At the primary level social studies subjects include biographies of great people both Indian and foreign like Martin Luther King, and Abraham Lincoln. A 1997 Commonwealth survey involving India, Zimbabwe, and some more countries revealed that the Indian curriculum is the only major curriculum which has included all aspects of human rights. The students' performance level in India was much more than those in other countries. He likewise presented some results of the India survey, under the recent 4-country survey on human rights awareness of secondary students. He noted that in some cases, students who come from less developed areas and schools are much more aware of human rights.
    Ms. Pranati Panda, Reader of the NCERT, made the final presentation dealing with the concept of integration of human rights education into the school curriculum. She briefly presented the definition of human rights education as formulated by the United Nations. She stressed that human rights education
  • Produces changes in values and attitudes
  • Produces changes in behavior
  • Produces empowerment for social justice
  • Develops attitudes of solidarity across issues and nations
  • Develops knowledge and analytical skills
  • Produces participatory education.
    She emphasized that at the core of the right to education is human rights education. Quoting Amartya Sen, she pointed out that the preparation of the children for "responsible life in a free society" can only happen when they are made responsible in an environment where they experience freedom.
    She mentioned the different integration approaches, the link between integration of human rights education into the school curriculum with its integration into teacher education curriculum, the need to relate to issues affecting students, and the use of participatory teaching/learning processes. A section of her presentation was later used as a guideline for the curriculum review exercise. On integration she presented the various approaches as follows:
    Direct context:
This involves inclusion of specific topics or subjects that focus on human rights into mathematics, science, or history subjects.
    Indirect context:
This involves the use of all school subjects as vehicles for human rights education. Some examples are (i) creating "learning units in human rights" in order to integrate the content of different subjects toward solving a particular problem and (ii) including human rights elements in every subject.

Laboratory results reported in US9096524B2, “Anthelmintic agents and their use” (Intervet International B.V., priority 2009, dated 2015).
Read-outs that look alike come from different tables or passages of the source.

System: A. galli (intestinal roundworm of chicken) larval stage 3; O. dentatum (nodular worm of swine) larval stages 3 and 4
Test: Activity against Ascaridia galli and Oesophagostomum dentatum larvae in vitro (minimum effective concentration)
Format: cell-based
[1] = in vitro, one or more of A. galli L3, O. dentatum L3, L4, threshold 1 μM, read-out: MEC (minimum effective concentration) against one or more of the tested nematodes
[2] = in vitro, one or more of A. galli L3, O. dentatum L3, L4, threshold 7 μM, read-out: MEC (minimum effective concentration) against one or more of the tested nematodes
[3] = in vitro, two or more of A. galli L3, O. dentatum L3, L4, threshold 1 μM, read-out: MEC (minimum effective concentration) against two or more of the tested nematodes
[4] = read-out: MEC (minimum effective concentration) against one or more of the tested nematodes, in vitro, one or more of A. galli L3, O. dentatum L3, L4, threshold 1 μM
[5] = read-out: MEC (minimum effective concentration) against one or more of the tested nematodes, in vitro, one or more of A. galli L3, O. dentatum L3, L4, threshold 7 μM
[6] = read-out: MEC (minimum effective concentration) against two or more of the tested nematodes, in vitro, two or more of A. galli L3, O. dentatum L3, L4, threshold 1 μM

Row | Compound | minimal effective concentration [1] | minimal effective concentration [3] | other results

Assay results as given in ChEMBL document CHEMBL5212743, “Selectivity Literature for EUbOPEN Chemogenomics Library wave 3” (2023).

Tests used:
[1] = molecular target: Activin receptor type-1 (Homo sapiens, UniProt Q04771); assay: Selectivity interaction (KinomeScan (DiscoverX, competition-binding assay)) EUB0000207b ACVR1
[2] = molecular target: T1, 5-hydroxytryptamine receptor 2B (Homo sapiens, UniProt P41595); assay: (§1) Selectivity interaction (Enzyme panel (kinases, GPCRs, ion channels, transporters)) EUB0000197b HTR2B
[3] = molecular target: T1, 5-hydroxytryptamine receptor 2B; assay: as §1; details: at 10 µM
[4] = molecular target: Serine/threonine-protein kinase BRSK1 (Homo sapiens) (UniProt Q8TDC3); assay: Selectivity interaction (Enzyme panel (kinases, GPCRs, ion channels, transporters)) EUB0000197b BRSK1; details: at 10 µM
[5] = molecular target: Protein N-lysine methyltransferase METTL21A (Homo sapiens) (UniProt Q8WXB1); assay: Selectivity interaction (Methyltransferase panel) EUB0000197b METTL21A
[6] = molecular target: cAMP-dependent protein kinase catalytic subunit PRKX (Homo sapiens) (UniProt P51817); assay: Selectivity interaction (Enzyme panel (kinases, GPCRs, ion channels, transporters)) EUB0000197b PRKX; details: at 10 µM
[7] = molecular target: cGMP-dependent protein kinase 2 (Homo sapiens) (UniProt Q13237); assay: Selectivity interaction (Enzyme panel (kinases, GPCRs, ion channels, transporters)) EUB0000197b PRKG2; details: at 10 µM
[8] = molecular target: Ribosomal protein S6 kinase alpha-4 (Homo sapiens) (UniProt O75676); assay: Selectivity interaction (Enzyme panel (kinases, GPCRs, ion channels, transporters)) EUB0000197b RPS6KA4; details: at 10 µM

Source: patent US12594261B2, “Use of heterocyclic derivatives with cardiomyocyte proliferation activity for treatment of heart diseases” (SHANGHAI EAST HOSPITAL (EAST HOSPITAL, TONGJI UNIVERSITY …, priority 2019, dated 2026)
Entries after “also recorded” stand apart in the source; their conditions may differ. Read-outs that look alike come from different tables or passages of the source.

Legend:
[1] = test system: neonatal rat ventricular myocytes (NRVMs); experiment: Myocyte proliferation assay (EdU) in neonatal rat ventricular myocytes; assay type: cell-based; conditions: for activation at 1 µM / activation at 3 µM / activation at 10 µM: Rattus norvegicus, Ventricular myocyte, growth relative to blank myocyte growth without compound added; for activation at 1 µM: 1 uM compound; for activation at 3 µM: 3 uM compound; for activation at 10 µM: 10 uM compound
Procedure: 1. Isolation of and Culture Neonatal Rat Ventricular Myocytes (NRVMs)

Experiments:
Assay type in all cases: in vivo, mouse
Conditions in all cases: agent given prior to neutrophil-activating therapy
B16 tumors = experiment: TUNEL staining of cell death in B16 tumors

Implicit context:
This involves the creation of a socio-cultural ethos in schools that will develop students' understanding of human rights.
    She also explained the two perspectives of integration:
- making a particular kind of interrelationship between subject matters; using a wide variety of ways of combining subjects; and blurring subject matter boundaries to pursue the topics holistically (using real life problems). In this way the lessons and topics become vehicles to convey human rights in a meaningful context.
- using the constructivist perspective that children construct knowledge holistically, when knowledge is embedded in appropriate context it becomes meaningful and enjoyable. The pedagogy provides context and connections to explore, think, reflect and internalize knowledge.
Partici pants' presentations
    During the second half of the workshop, the participants reviewed their school curriculums and presented what could be done to improve the integration of human rights education into the school curriculum. They were provided with the following guidelines, taken from the presentation of Ms. Panda, for developing curriculum with human rights content:
  • Integrate human rights more expressly and comprehensively into the school curriculum
  • Emphasize the interconnected nature of human rights and the interaction between human rights, peace, development and democracy
  • Convey a balance between human rights and responsibilities in keeping with the international standards and a sense of universalism
  • Promote a more bottom-up approach to human rights education by analyzing actual situations at the local level and using them as entry points for human rights principles and international instruments
  • Utilize active teaching methodology which sensitizes one's conscience and involvement, include more "LEARNING BY DOING", audiovisual techniques, artistic expressions, field work and participation in community projects, while promoting multilingual information and multimodal methods.
    They were also asked to make proposed human rights curriculum with the following characteristics:
  • Stage-specific outline using the cognitive development of children - preschool to senior secondary
  • Introduction of human rights in sequential, coherent, systematic, progressing manner
  • Human rights concepts linked with present situation.